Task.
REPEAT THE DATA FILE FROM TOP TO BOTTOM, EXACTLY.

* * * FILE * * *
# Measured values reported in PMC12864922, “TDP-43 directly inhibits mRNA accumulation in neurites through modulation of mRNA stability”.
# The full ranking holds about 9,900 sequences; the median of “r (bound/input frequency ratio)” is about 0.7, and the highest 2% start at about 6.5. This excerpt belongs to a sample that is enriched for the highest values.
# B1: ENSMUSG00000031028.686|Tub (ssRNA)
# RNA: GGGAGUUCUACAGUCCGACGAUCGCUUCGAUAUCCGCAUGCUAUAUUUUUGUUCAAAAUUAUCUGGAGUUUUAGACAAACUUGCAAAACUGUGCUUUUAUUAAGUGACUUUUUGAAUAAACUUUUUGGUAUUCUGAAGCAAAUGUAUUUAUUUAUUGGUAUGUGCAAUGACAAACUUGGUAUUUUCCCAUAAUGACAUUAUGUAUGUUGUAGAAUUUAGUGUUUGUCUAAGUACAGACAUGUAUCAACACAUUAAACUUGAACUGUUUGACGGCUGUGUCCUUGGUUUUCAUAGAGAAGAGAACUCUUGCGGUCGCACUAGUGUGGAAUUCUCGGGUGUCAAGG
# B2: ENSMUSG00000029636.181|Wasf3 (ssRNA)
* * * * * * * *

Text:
# Measured values reported in PMC12864922, “TDP-43 directly inhibits mRNA accumulation in neurites through modulation of mRNA stability”.
# The full ranking holds about 9,900 sequences; the median of “r (bound/input frequency ratio)” is about 0.7, and the highest 2% start at about 6.5. This excerpt belongs to a sample that is enriched for the highest values.
# B1: ENSMUSG00000031028.686|Tub (ssRNA)
# RNA: GGGAGUUCUACAGUCCGACGAUCGCUUCGAUAUCCGCAUGCUAUAUUUUUGUUCAAAAUUAUCUGGAGUUUUAGACAAACUUGCAAAACUGUGCUUUUAUUAAGUGACUUUUUGAAUAAACUUUUUGGUAUUCUGAAGCAAAUGUAUUUAUUUAUUGGUAUGUGCAAUGACAAACUUGGUAUUUUCCCAUAAUGACAUUAUGUAUGUUGUAGAAUUUAGUGUUUGUCUAAGUACAGACAUGUAUCAACACAUUAAACUUGAACUGUUUGACGGCUGUGUCCUUGGUUUUCAUAGAGAAGAGAACUCUUGCGGUCGCACUAGUGUGGAAUUCUCGGGUGUCAAGG
# B2: ENSMUSG00000029636.181|Wasf3 (ssRNA)